There was nothing to do today so I took the family on a two-hour drive into the boonies to a place call Weaver Creek so we can see some spawning salmons. Sarah’s parents have never seen anything like this before so it’ll be one more thing they can add to their list of things they’ve done in Canada. The Weaver creek spawning channel was constructed in 1965 at a cost of $281,000. For those wondering, a spawning channel is a shallow, man-made stream with a gravel bottom and sloping sides built up of rocks. The flow of the water through the channel is regulated.
In this channel, which is about 3KM long and 6 meters wide, sockeye, chum and pink salmon deposit their eggs naturally. The channel is a meandering extension or side channel of Weaver Creek. Its purpose is to provide favorable conditions and more room for salmon to spawn than is available in the creek alone.
Salmon run times can vary year to year. As a rough guide, runs begin October 8th and end November 7th. Peak numbers of fish arrive about October 15, with most spawning activity taking place over a ten-day period from October 15 to 25th, so we caught the tail end of the run. If we had came a week earlier we would have saw a lot more salmons in the channel.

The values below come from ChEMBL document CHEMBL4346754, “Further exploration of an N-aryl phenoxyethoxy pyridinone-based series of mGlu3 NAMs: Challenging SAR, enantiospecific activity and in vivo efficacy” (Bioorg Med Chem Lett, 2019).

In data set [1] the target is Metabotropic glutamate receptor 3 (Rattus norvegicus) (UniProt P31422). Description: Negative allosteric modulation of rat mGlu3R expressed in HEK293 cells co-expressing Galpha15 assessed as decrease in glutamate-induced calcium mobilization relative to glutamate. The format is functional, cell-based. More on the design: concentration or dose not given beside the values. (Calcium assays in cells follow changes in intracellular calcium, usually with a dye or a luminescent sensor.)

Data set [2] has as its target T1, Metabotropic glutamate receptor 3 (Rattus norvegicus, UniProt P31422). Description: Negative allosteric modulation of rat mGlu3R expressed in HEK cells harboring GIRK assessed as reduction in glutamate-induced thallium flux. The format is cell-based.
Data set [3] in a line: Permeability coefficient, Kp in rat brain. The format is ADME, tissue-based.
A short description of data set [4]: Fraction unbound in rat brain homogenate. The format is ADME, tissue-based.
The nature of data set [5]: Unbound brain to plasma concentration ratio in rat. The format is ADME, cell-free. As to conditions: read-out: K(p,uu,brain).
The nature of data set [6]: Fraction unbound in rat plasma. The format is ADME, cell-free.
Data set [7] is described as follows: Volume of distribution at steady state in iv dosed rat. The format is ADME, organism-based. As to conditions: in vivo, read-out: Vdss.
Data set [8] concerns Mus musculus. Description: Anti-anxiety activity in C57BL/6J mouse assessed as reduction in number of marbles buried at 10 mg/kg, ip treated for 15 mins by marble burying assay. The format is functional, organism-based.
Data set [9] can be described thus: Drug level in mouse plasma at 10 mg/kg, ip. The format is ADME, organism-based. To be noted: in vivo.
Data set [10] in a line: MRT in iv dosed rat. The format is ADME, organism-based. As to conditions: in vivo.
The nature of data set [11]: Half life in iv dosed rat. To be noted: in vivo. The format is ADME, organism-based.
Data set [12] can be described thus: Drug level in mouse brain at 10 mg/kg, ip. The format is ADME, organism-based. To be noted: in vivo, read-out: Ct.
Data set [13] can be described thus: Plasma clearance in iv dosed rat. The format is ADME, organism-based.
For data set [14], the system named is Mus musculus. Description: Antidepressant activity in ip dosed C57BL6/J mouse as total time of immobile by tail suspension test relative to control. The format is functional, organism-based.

Being a weekday, the channel wasn’t busy – with the exception of one school group, we practically had the place all to ourselves. Here are some pictures from our trip. And no, I didn’t try to steal any salmon.
I have a feeling those birds are going to get really fat! After the visit to the creek, we headed east towards Harrison Hot Spring for a dip in the hot pool. Well I didn’t go because I didn’t want to cook myself. I looked after Sally while Sarah and her parents went.